One day last week, on the way to the airport, we made a quick stop at the bank to cash a check. It was not only necessary to produce my ID, I had to provide a thumbprint as well. Later at the terminal, it was necessary for us to hand the man our driver’s licenses as we checked our luggage. Before being allowed to move through the security line, a woman in uniform asked for them again. After landing, my ID was requested once more at the Avis counter. Carol commented that we had to produce our government-generated photo IDs four times in one day and the day was only half over.
We got to thinking about all the other times we’re asked to show our ID.
Buy an expensive flat screen TV and pay for it by check? Check.
How about paying for it with a credit card? Again, check.
Visit a new physician’s office — your insurance card is not enough. Again you’ll have to prove you are you.
You and I present our cards all year long without so much as a whimper.
So what are people squawking about when it comes to profiling? A police officer from the 102 once told me, “Ask any cop and, if he’s honest, he’ll confide in you that profiling, regardless of the law, is good police work. If all the crime in a community is being committed by six-foot-tall blonde women, does it make any sense to stop short bald men?”
That’s an excellent question and most of us can make an outstanding case for both sides. What’s your thinking on this?
My roommate and I recently returned from our 81st cruise. Number 82 is already booked and within the next day or two and so will cruise number 83. We LOVE cruising. Where else in this world can you visit foreign ports, see shows, consume 11 meals a day and dance the night away all for under $100 a day?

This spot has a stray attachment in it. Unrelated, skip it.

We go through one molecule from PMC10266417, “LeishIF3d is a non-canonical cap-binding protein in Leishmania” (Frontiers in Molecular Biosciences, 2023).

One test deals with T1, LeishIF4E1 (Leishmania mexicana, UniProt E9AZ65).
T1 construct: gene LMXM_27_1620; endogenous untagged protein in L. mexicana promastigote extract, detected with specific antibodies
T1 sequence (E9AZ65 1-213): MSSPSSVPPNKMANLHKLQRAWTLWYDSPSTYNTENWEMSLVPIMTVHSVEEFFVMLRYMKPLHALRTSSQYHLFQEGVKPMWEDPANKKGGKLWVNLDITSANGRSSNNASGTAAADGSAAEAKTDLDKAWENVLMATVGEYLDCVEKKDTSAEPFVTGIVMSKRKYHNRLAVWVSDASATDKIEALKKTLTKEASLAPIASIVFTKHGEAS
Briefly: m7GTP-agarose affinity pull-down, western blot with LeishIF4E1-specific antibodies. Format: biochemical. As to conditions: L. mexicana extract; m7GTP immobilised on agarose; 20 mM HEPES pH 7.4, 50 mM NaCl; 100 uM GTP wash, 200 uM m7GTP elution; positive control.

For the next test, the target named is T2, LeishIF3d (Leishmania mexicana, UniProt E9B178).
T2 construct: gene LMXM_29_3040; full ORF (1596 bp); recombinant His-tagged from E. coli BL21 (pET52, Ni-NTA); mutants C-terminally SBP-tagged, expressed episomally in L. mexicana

Those of you who are familiar with the Royal Caribbean Cruise Line know that all of their vessels are christened “Something … of the Seas.” There’s the “Liberty of the Seas,” the “Independence of the Seas” and so on. To those of you who think only mature folks like me take cruises, you might want to think again. We were aboard a ship with more 20- and 30-somethings than we’ve ever seen before. And the women? Absolutely gorgeous, super-stunning and sexy like you wouldn’t believe. From the afternoon bikinis to the low-cut evening wear, I saw so much skin that I suggested to the captain that this vessel be renamed the “Cleavage of the Seas.”
For the sake of my health I did make a conscientious effort to reduce my food intake. While aboard, I cut down to only six meals a day. You may recall that I once wrote, after consuming 11 meals each day, “I came aboard as a passenger. Seven days later I disembarked as cargo. They came along with a forklift and …” Any questions? You’ll get answers from my friend Commodore Camille at Theworldawaits@AOL.com. I am StanGershbein@Bellsouth.net wishing you all bon voyage.